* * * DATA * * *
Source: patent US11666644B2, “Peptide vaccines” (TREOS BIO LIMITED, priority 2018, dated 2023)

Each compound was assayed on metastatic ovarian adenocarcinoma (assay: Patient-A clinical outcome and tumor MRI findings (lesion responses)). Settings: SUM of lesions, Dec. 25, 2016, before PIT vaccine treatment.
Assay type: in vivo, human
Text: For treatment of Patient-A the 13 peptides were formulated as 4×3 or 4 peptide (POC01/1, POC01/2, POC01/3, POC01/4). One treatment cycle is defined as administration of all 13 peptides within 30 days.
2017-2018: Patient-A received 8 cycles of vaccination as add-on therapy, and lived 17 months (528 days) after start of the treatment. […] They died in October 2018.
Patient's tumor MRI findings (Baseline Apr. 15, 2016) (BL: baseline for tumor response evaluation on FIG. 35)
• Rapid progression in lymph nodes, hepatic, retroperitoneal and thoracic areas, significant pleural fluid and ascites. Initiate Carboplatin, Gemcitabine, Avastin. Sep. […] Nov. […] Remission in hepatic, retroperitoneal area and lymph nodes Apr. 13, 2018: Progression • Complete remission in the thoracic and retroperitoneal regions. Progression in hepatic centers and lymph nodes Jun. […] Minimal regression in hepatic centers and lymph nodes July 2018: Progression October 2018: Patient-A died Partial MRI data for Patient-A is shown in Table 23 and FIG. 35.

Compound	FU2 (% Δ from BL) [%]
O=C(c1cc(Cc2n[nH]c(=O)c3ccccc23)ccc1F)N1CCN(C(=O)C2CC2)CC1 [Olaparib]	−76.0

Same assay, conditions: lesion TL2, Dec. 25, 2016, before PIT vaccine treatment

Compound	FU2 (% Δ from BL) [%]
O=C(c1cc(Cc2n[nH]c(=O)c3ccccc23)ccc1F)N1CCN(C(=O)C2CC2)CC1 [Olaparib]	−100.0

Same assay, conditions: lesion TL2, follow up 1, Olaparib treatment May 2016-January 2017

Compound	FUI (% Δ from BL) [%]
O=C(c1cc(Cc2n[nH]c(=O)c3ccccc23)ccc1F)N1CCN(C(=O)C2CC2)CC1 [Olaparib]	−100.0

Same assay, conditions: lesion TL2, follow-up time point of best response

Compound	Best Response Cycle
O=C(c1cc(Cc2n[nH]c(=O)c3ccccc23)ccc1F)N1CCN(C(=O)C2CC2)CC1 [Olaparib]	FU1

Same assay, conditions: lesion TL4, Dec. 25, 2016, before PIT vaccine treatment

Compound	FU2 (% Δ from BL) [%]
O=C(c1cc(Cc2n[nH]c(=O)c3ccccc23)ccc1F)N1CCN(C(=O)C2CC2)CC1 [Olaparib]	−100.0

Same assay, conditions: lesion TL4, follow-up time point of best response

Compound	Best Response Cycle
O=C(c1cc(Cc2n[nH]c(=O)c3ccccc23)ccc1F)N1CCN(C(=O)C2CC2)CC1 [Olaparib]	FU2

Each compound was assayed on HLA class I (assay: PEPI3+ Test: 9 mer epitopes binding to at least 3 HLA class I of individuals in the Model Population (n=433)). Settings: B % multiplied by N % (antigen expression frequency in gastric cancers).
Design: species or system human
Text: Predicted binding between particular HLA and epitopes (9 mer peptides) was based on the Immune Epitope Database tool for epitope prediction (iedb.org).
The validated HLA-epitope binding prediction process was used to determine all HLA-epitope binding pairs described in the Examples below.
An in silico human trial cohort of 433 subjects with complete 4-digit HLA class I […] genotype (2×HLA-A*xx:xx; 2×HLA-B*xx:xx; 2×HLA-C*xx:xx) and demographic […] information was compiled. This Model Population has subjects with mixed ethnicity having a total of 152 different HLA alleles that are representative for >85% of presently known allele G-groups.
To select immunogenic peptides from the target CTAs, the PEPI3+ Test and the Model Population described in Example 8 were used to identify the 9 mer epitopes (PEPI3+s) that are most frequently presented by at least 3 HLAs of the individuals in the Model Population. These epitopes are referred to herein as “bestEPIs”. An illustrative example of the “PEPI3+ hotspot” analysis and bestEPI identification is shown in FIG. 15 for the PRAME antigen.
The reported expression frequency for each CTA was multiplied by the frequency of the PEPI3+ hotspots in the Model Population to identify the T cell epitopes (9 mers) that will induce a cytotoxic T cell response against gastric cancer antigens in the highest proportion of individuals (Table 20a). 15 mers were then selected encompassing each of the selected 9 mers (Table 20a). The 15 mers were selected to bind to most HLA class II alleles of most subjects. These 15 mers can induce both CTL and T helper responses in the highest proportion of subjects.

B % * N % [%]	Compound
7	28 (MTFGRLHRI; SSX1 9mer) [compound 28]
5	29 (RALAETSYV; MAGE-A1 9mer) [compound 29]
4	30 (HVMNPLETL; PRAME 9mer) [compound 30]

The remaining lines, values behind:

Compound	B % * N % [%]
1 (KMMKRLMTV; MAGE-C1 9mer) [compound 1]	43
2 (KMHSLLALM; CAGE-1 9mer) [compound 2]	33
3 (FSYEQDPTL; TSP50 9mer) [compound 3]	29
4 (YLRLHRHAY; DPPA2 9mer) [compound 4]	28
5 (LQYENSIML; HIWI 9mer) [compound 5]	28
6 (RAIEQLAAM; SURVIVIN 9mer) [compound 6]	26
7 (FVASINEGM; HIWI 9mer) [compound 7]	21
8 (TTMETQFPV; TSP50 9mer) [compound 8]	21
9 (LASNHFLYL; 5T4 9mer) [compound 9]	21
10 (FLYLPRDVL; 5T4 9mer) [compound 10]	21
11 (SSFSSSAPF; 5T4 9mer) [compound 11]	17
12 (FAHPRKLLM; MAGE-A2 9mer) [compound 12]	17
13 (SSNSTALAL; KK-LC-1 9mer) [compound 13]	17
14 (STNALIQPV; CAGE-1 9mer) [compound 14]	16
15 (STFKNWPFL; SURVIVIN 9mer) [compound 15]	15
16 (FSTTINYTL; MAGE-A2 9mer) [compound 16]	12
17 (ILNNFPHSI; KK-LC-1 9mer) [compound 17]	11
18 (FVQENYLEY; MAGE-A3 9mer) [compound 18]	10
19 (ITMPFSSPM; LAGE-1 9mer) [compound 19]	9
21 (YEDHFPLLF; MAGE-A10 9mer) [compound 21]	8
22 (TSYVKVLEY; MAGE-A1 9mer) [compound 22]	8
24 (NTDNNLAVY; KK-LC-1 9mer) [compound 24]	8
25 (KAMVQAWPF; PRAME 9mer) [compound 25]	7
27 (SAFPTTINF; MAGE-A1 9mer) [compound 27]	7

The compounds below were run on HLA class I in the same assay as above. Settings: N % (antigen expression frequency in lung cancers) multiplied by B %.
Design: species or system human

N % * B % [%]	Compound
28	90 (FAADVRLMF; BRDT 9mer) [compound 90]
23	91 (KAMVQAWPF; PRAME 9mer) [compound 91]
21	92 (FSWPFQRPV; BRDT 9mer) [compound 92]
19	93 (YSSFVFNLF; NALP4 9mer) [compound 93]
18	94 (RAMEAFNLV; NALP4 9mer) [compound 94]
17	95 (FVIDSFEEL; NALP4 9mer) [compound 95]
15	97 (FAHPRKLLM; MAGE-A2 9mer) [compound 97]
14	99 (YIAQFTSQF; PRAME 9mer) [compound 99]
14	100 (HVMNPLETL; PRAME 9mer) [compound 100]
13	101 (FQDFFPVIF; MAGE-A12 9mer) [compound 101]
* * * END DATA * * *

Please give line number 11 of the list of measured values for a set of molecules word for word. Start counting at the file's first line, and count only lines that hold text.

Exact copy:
Compound	FU2 (% Δ from BL) [%]